Always pragmatic, Bardenova does not see the delay as a waste of time. She can’t wait.

“It is what it is,” she said. “There are things that cannot be changed. But I’m a little late. So, now I’m trying to do my best to get back on track.

Bardenova applied for graduate studies with the intention of obtaining her doctorate. a little after.

“I have the passion to ultimately teach. I want to help people like me, ”said Bardenova, recipient of the Elizabeth N. Barrick Fellowship.

Even though FGCU was not part of her initial plans, it became the perfect place to help her get the math degree she always wanted.

“I cried when I moved my glans from side to side,” Bardenova said of her experience at Grad Walk. “I love the FGCU. I felt very welcome and I feel very lucky to have been able to study at FGCU.

A path inspired by life

Like some of his classmates, Bryan Ortega, a December 2021 graduate, knows the challenges of learning a new language. His family moved to the United States from Colombia, and Ortega grew up speaking Spanish with his mother and grandmother. His connection to the latter and his health problems helped him to go to the FGCU Marieb College of Health and Social Services.

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Bryan Ortega, who has already been accepted into the Masters of Public Health program at the University of South Florida, celebrated the Grad Walk with his mother. Photo submitted.

“We were constantly in and out of clinics,” Ortega said. “I was in college when I first had to learn how to give her insulin and take her blood pressure. “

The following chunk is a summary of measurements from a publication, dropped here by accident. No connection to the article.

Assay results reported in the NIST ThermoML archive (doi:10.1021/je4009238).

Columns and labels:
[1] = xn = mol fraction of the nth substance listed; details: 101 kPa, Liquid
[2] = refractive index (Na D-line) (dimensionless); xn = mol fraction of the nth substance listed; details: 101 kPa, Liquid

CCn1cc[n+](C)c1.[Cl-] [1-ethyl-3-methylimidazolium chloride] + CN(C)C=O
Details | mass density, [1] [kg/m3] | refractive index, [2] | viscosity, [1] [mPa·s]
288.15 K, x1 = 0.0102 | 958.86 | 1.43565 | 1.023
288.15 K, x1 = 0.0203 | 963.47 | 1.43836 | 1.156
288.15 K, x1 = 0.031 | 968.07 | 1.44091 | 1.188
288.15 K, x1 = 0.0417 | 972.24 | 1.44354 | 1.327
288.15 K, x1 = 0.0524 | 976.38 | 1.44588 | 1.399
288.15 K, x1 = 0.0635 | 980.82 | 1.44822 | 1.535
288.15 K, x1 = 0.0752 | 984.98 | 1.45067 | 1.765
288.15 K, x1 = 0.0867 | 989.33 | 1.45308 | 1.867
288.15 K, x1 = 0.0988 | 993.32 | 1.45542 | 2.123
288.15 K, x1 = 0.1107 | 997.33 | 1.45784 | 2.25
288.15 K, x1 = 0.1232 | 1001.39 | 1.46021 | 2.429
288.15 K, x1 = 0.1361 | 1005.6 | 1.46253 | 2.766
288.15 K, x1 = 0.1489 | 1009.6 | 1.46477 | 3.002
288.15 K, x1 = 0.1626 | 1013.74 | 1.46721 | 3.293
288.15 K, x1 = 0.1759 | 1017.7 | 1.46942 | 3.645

Helping her grandmother gave her access to her providers. He asked them questions about medications and treatments. His interest in medicine increased, which led him to obtain a degree in Health Sciences.

“I fully intend to apply this year to medical school,” said Ortega.

The first-generation student has already been accepted into the University of South Florida’s master’s program in public health, which includes a concentration in global infectious diseases. Ortega is clearly an attractive candidate for schools and employers, but this is only one facet of his accomplishments.

“Since I was young, I have always been fascinated by language and culture,” he said. “When I was in college, I wanted to learn French, so I started to learn on my own. In high school, I was able to take a few French lessons and take part in a study trip abroad. When I got to university, I ended up doing a minor in French.

It’s easy to imagine a future when “Dr. Ortega” returns to Southwest Florida ready to work in public health. Ortega says he wants to focus on helping vulnerable populations. Think of the good he could do, and then add the fact that he is trilingual. For an area rich in English, Spanish, or French speaking people in Haiti, Ortega may be just what the doctor ordered.

Tags: Class of 2021, fgcu, fgcu alumni, Florida Gulf Coast University